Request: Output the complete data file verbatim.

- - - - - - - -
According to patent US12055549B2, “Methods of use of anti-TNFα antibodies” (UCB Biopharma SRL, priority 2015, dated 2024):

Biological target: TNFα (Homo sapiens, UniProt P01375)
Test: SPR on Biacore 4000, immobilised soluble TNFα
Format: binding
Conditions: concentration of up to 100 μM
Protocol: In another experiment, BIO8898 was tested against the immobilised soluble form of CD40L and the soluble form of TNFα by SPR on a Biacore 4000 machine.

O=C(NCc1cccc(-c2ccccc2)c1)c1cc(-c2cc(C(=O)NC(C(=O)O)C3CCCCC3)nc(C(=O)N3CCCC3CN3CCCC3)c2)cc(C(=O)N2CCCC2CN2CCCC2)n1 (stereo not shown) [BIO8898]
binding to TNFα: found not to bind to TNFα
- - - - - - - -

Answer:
According to patent US12055549B2, “Methods of use of anti-TNFα antibodies” (UCB Biopharma SRL, priority 2015, dated 2024):

Biological target: TNFα (Homo sapiens, UniProt P01375)
Test: SPR on Biacore 4000, immobilised soluble TNFα
Format: binding
Conditions: concentration of up to 100 μM
Protocol: In another experiment, BIO8898 was tested against the immobilised soluble form of CD40L and the soluble form of TNFα by SPR on a Biacore 4000 machine.

O=C(NCc1cccc(-c2ccccc2)c1)c1cc(-c2cc(C(=O)NC(C(=O)O)C3CCCCC3)nc(C(=O)N3CCCC3CN3CCCC3)c2)cc(C(=O)N2CCCC2CN2CCCC2)n1 (stereo not shown) [BIO8898]
binding to TNFα: found not to bind to TNFα